There are few scenarios where Jake Allen‘s start to the 2018-19 NHL season could have gone much worse.
Allen has been slaughtered through two games, allowing 10 goals on 55 shots for a .818 save percentage and a whopping 4.91 goals-against average. Those aren’t NHL numbers. Hell, they aren’t AHL numbers either, or ECHL for that matter. Beer league goalies are stopping more pucks.
Getting the Bronx cheer in the first game of the regular season may seem harsh, but it’s not as if Blues fans are really overreacting.
Fans don’t forget and while Allen’s 2017-18 season was forgettable, it was unforgettable to fans who are keenly aware that he’s carrying a $4.35M cap hit over the next three seasons and hasn’t lived up to that kind of dough yet.
Against the Winnipeg Jets to open their season, some of the goals that found their way past Allen weren’t necessarily his fault. Allowing a breakaway on the power play was a breakdown out of Allen’s control. Allowing Kyle Connor to latch onto a puck out of the penalty box and then pass to Blake Wheeler, who wasn’t really defended, wasn’t Allen’s fault. Not stopping a Patrik Laine blast on the power play that was deflected by his own defender? Yeah, not Allen’s fault.
One could make the argument that the Winnipeg game was less on Allen and more on St. Louis as a whole. Allen played well for the first two periods and then the wheels on the Blues bus fell off in the third. The Blues allowed 13 high-danger scoring chances in the game. Winnipeg took advantage. C’est la vie.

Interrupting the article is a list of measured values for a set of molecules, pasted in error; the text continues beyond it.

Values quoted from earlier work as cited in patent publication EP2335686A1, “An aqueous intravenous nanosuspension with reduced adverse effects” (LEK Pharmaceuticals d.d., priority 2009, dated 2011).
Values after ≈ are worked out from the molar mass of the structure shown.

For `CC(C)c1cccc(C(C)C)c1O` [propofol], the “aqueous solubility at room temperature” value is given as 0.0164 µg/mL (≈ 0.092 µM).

Saturday’s game was a little different in that regard. St. Louis tightened up a bit defensively and didn’t allow as many good looks on Allen. Still, there were breakdowns and Allen became the victim.
The Blues spotted Allen a 2-0 lead, one that was relinquished. They then fought to get back a 4-3 lead after falling behind 3-2. That also wouldn’t last. Then a Jonathan Toews breakaway sealed the deal in overtime.
Allen’s numbers need to improve, one way or another. He’s 60 percent on high-danger shots through two games and 85 percent on medium ones. His 5-on-5 save percentage is .844. These aren’t good numbers. It’s a very small sample size, but you can see where improvements need to be made.
Odd-man rush or not, that’s a juicy rebound. Too juicy.
For what it’s worth, Blues coach Mike Yeo wasn’t pinning the blame on Allen after Saturday’s loss.
“We start playing. That’s it, right now,” Yeo said via NHL.com. “Let’s quit playing shinny hockey and let’s start playing real hockey. It’s correctable. It’s just a matter of us figuring out how long we want it to take before we decide if we want to be a good team or be a team that plays the game without purpose and as far as doing the little things and things it takes to win hockey games.”
That truth of the matter here is Allen is going to take the brunt of the blame at the moment. His poor year last season didn’t do him any favors, and an outsider looking at St. Louis’ first two games would suggest that the goalie needs to stop the puck a little more.
The Blues need Allen to stop the pucks he should and some of those that are high-percentage goals most of the time. St. Louis went out and tried to bolster their team during the offseason, but at the end of the day, if goals keep going in, it won’t matter how many improvements they made in front of Allen.
At this point, both Allen and the Blues need to be better. St. Louis has converted on just two of their 16 high-danger chances this season.
Time will tell if one or the other emerges as the real problem. In the meantime, you’d have to imagine that Chad Johnson, who was acquired in the offseason to play second fiddle to Allen, sees some time going forward.